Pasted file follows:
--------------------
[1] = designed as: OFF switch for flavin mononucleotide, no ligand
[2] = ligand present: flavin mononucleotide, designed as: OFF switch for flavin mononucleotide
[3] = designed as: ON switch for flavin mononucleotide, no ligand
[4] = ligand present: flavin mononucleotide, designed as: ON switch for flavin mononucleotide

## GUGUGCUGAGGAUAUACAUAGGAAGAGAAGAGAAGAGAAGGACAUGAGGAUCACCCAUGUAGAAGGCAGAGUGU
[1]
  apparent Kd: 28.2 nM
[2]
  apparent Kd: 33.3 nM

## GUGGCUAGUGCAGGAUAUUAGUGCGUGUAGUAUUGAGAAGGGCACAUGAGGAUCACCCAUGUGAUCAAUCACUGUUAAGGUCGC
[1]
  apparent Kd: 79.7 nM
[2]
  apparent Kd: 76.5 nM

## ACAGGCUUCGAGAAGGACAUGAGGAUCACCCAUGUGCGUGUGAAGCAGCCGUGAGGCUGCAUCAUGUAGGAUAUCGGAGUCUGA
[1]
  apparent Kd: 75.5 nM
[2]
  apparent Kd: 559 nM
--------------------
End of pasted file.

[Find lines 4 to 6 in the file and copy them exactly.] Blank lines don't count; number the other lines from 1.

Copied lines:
[4] = ligand present: flavin mononucleotide, designed as: ON switch for flavin mononucleotide

## GUGUGCUGAGGAUAUACAUAGGAAGAGAAGAGAAGAGAAGGACAUGAGGAUCACCCAUGUAGAAGGCAGAGUGU
[1]